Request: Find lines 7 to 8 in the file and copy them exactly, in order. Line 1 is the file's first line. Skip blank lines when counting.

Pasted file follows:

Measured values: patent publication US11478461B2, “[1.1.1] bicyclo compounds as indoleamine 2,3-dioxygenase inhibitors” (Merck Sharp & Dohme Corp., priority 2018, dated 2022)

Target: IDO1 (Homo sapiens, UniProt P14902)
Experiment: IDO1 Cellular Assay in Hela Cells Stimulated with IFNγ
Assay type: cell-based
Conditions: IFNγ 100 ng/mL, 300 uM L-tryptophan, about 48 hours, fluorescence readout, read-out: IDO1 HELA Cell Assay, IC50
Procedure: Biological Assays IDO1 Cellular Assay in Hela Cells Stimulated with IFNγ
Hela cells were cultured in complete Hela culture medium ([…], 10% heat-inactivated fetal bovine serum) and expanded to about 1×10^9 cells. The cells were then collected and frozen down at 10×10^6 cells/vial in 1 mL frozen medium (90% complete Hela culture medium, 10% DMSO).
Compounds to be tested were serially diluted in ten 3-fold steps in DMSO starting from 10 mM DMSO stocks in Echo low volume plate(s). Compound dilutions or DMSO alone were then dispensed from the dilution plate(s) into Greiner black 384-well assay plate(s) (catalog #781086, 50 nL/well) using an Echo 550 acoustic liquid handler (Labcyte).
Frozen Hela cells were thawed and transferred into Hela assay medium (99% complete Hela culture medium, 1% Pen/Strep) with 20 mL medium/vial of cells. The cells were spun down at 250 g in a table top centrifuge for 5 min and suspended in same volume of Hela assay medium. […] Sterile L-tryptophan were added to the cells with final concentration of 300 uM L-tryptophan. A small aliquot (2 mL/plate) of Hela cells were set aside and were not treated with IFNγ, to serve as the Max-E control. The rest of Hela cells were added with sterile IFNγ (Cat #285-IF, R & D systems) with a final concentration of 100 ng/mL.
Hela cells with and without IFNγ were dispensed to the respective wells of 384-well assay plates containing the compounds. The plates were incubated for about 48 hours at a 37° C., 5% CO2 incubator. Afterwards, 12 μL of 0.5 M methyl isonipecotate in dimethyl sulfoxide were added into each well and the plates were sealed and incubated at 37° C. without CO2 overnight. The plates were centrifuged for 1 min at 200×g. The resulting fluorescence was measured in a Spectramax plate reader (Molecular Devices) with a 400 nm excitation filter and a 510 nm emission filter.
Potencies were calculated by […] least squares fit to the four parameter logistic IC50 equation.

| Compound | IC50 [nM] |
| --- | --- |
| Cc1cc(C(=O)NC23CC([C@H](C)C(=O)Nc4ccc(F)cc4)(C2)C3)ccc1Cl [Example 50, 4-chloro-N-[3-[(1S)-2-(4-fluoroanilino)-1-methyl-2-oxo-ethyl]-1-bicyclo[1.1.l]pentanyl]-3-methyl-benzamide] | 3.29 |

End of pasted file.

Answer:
Hela cells were cultured in complete Hela culture medium ([…], 10% heat-inactivated fetal bovine serum) and expanded to about 1×10^9 cells. The cells were then collected and frozen down at 10×10^6 cells/vial in 1 mL frozen medium (90% complete Hela culture medium, 10% DMSO).
Compounds to be tested were serially diluted in ten 3-fold steps in DMSO starting from 10 mM DMSO stocks in Echo low volume plate(s). Compound dilutions or DMSO alone were then dispensed from the dilution plate(s) into Greiner black 384-well assay plate(s) (catalog #781086, 50 nL/well) using an Echo 550 acoustic liquid handler (Labcyte).